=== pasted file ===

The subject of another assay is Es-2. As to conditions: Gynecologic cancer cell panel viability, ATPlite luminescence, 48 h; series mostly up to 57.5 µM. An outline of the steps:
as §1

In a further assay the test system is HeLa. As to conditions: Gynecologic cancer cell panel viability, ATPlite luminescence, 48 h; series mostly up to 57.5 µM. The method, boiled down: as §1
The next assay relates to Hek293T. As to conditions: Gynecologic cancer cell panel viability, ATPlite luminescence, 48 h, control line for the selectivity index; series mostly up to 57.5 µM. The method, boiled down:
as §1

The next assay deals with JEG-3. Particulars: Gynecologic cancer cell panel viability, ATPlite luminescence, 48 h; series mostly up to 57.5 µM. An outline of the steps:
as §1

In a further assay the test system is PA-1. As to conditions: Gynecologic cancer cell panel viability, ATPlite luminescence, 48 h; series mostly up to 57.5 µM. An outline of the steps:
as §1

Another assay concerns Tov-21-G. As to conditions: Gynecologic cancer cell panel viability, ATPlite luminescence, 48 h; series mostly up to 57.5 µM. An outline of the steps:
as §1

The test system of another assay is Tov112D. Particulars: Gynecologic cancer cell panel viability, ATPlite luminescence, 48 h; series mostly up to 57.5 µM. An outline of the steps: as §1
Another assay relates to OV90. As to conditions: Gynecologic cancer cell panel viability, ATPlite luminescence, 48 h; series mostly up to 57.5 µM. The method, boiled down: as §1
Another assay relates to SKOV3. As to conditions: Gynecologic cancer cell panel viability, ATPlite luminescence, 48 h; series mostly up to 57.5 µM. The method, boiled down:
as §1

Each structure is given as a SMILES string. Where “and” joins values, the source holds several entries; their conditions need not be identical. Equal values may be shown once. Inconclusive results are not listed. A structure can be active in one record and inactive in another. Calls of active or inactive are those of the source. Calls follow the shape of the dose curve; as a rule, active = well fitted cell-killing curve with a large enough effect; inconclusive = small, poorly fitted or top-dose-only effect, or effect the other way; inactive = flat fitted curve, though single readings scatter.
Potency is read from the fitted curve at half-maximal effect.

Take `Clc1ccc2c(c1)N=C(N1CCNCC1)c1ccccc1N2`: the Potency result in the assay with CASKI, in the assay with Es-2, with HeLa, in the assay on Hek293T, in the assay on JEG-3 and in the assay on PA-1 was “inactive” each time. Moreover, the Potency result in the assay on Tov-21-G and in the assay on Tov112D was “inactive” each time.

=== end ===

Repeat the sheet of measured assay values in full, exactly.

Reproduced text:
The subject of another assay is Es-2. As to conditions: Gynecologic cancer cell panel viability, ATPlite luminescence, 48 h; series mostly up to 57.5 µM. An outline of the steps:
as §1

In a further assay the test system is HeLa. As to conditions: Gynecologic cancer cell panel viability, ATPlite luminescence, 48 h; series mostly up to 57.5 µM. The method, boiled down: as §1
The next assay relates to Hek293T. As to conditions: Gynecologic cancer cell panel viability, ATPlite luminescence, 48 h, control line for the selectivity index; series mostly up to 57.5 µM. The method, boiled down:
as §1

The next assay deals with JEG-3. Particulars: Gynecologic cancer cell panel viability, ATPlite luminescence, 48 h; series mostly up to 57.5 µM. An outline of the steps:
as §1

In a further assay the test system is PA-1. As to conditions: Gynecologic cancer cell panel viability, ATPlite luminescence, 48 h; series mostly up to 57.5 µM. An outline of the steps:
as §1

Another assay concerns Tov-21-G. As to conditions: Gynecologic cancer cell panel viability, ATPlite luminescence, 48 h; series mostly up to 57.5 µM. An outline of the steps:
as §1

The test system of another assay is Tov112D. Particulars: Gynecologic cancer cell panel viability, ATPlite luminescence, 48 h; series mostly up to 57.5 µM. An outline of the steps: as §1
Another assay relates to OV90. As to conditions: Gynecologic cancer cell panel viability, ATPlite luminescence, 48 h; series mostly up to 57.5 µM. The method, boiled down: as §1
Another assay relates to SKOV3. As to conditions: Gynecologic cancer cell panel viability, ATPlite luminescence, 48 h; series mostly up to 57.5 µM. The method, boiled down:
as §1

Each structure is given as a SMILES string. Where “and” joins values, the source holds several entries; their conditions need not be identical. Equal values may be shown once. Inconclusive results are not listed. A structure can be active in one record and inactive in another. Calls of active or inactive are those of the source. Calls follow the shape of the dose curve; as a rule, active = well fitted cell-killing curve with a large enough effect; inconclusive = small, poorly fitted or top-dose-only effect, or effect the other way; inactive = flat fitted curve, though single readings scatter.
Potency is read from the fitted curve at half-maximal effect.

Take `Clc1ccc2c(c1)N=C(N1CCNCC1)c1ccccc1N2`: the Potency result in the assay with CASKI, in the assay with Es-2, with HeLa, in the assay on Hek293T, in the assay on JEG-3 and in the assay on PA-1 was “inactive” each time. Moreover, the Potency result in the assay on Tov-21-G and in the assay on Tov112D was “inactive” each time.